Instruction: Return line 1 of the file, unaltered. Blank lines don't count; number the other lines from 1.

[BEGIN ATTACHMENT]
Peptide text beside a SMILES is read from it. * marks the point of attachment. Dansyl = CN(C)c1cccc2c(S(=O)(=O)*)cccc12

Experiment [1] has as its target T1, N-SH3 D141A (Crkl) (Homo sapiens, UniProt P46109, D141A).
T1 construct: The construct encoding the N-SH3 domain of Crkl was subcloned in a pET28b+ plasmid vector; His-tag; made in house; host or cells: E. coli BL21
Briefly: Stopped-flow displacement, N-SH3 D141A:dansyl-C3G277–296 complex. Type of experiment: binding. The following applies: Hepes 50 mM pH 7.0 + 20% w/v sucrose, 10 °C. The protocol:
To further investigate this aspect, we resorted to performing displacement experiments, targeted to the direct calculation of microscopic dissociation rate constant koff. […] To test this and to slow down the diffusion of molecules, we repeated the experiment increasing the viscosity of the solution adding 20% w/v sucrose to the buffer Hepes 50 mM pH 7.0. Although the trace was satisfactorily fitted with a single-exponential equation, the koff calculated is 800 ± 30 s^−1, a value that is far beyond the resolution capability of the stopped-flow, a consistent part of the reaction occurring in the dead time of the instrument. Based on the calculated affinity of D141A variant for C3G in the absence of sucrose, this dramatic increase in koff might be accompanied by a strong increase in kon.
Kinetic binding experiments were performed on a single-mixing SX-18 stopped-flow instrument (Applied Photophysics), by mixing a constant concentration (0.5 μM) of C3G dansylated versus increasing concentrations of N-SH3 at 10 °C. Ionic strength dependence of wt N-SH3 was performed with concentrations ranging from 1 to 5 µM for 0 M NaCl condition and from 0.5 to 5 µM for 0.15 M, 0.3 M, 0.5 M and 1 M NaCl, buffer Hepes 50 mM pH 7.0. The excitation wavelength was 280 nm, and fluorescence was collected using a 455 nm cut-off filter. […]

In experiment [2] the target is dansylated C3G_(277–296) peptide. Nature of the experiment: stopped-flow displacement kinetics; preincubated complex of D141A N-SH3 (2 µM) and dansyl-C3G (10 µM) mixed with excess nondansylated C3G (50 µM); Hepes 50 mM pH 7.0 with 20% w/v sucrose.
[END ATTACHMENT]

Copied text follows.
Peptide text beside a SMILES is read from it. * marks the point of attachment. Dansyl = CN(C)c1cccc2c(S(=O)(=O)*)cccc12